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§ 948.02(2), Attempted Sexual Assault (Intercourse) – Crime Known to Law Despite Lack of “Formal” Intent Element

State v. James F. Brienzo, 2003 WI App 203, PFR filed 10/10/03
For Brienzo: Jerome F. Buting

Issue: Whether attempted sexual assault of a child (by intercourse), § 948.02(2), is a crime known to law, in that the offense lacks an intent element and any crime of intent, § 939.32, requires specific intent for the completed act.

Holding: Sexual contact explicitly requires “intentional touching,” and therefore supports a charge of attempted assault by contact, State v. Grimm, 2002 WI App 242, 258 Wis. 2d 166, 653 N.W.2d 284. But “sexual intercourse,” unlike “contact,” is not defined with “a formal element of intent,” § 948.01(6). And although attempt requires that the completed offense contain the element of intent, State v. Briggs, 218 Wis. 2d 61, 66, 579 N.W.2d 783 (Ct. App. 1998), that requirement is satisfied for attempted assault by intercourse because intercourse necessarily involves contact. ¶¶18-21.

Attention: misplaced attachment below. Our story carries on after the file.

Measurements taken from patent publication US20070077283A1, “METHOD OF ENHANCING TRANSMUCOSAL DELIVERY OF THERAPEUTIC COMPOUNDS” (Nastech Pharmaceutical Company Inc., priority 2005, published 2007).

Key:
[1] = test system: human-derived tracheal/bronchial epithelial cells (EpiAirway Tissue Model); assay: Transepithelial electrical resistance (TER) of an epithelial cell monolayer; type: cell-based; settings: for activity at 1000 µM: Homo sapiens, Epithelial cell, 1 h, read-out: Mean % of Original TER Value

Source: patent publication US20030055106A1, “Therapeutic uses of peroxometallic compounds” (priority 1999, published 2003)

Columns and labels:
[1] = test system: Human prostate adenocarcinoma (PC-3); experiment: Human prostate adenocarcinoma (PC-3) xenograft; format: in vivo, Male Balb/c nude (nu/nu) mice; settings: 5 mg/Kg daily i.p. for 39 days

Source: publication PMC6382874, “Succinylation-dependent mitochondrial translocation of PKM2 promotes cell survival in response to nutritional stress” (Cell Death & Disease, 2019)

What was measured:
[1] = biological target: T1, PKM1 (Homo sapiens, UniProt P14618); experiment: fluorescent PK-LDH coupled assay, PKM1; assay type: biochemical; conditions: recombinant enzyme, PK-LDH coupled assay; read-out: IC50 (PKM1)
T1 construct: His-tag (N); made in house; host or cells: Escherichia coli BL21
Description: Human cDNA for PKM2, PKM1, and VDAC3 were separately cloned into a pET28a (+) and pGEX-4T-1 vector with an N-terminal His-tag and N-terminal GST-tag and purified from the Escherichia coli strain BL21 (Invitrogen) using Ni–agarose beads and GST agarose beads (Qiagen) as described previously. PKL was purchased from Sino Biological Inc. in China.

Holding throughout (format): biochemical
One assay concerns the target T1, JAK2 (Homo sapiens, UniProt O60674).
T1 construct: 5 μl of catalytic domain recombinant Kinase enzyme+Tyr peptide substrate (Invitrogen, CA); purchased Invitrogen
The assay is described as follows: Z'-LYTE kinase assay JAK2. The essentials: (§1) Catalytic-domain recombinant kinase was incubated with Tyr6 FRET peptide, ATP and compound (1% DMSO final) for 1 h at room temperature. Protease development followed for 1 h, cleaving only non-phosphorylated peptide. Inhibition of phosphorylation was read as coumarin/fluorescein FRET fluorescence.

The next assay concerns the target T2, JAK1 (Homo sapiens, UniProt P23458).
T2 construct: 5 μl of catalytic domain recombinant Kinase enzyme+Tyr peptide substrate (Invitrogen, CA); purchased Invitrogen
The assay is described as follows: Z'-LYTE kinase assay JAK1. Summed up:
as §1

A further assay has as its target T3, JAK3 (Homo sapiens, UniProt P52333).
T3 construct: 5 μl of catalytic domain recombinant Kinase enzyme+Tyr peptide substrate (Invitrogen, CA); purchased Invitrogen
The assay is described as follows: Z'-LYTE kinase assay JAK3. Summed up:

A knotty semantical problem, to be sure, but there’s more to it than the court suggests. It’s clear that you can’t be charged with attempt when the completed crime lacks the element of specific intent. And it’s equally clear that assault by intercourse does not require intent. Indeed, the court of appeals previously has gone so far as to say that the legislature “intentionally omitted any intent requirement” from the offense of assault by intercourse. State v. Neumann, 179 Wis.2d 687, 709, 508 N.W.2d 54 (Ct. App. 1993). But that was different: Neumann wanted to raise an intoxication defense, and the court was certain that the absence of an intent element was meant to prevent any worm-holes through which the likes of Neumann could slither to freedom: “the legislature most likely concluded that a defendant’s intent should not be an element of the crime because to allow for a defendant to claim the defense of intoxication, and other defenses based upon lack of intent, would be contrary to the goals of enforcement and protection of bodily security.” 179 Wis.2d at 710. But this is a different day, and with Brienzo seeking refuge in strict liability the court deems the elemental structure a bit more permeable after all; now, absence of intent is not deemed a matter of considered legislative policy but, rather, a matter merely of form and not substance. This is not to gainsay the court’s logic: there is something to be said for the idea that you can’t have intercourse without intentional touching. But there is a history, too, one which the court’s logic simply ignores – assault by intercourse is distinct from contact: the latter, specific intent; the former, strict liability.

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